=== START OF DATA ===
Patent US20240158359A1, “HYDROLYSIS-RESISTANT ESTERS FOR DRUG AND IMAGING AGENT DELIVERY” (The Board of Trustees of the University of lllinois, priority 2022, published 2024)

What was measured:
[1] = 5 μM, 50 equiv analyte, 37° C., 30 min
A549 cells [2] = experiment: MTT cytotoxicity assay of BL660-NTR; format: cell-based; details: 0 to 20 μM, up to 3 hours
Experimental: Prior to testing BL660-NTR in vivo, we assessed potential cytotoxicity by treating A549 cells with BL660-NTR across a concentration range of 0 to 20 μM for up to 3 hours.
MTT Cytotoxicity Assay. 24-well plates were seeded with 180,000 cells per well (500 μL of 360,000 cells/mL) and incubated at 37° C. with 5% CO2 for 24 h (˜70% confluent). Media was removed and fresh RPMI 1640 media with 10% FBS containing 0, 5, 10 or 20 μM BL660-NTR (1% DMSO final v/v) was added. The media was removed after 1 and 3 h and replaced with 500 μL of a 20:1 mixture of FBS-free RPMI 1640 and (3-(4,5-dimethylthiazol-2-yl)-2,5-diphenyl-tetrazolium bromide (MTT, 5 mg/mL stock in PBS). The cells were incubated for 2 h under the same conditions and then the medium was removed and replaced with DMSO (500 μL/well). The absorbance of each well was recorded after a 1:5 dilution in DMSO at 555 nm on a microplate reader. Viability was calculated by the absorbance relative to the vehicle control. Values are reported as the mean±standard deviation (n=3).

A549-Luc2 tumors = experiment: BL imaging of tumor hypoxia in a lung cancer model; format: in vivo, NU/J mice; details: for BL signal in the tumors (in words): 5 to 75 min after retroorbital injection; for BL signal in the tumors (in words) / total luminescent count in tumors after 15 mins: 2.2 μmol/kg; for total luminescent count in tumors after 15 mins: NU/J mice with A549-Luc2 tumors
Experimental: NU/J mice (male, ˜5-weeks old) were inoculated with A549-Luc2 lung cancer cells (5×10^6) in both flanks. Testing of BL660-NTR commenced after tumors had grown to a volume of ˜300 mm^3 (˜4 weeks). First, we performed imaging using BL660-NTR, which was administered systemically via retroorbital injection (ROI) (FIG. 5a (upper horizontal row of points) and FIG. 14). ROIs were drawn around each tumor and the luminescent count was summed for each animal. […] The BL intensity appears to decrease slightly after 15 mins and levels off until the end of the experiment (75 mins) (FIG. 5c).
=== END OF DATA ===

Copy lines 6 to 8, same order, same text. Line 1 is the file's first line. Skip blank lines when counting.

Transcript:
MTT Cytotoxicity Assay. 24-well plates were seeded with 180,000 cells per well (500 μL of 360,000 cells/mL) and incubated at 37° C. with 5% CO2 for 24 h (˜70% confluent). Media was removed and fresh RPMI 1640 media with 10% FBS containing 0, 5, 10 or 20 μM BL660-NTR (1% DMSO final v/v) was added. The media was removed after 1 and 3 h and replaced with 500 μL of a 20:1 mixture of FBS-free RPMI 1640 and (3-(4,5-dimethylthiazol-2-yl)-2,5-diphenyl-tetrazolium bromide (MTT, 5 mg/mL stock in PBS). The cells were incubated for 2 h under the same conditions and then the medium was removed and replaced with DMSO (500 μL/well). The absorbance of each well was recorded after a 1:5 dilution in DMSO at 555 nm on a microplate reader. Viability was calculated by the absorbance relative to the vehicle control. Values are reported as the mean±standard deviation (n=3).

A549-Luc2 tumors = experiment: BL imaging of tumor hypoxia in a lung cancer model; format: in vivo, NU/J mice; details: for BL signal in the tumors (in words): 5 to 75 min after retroorbital injection; for BL signal in the tumors (in words) / total luminescent count in tumors after 15 mins: 2.2 μmol/kg; for total luminescent count in tumors after 15 mins: NU/J mice with A549-Luc2 tumors
Experimental: NU/J mice (male, ˜5-weeks old) were inoculated with A549-Luc2 lung cancer cells (5×10^6) in both flanks. Testing of BL660-NTR commenced after tumors had grown to a volume of ˜300 mm^3 (˜4 weeks). First, we performed imaging using BL660-NTR, which was administered systemically via retroorbital injection (ROI) (FIG. 5a (upper horizontal row of points) and FIG. 14). ROIs were drawn around each tumor and the luminescent count was summed for each animal. […] The BL intensity appears to decrease slightly after 15 mins and levels off until the end of the experiment (75 mins) (FIG. 5c).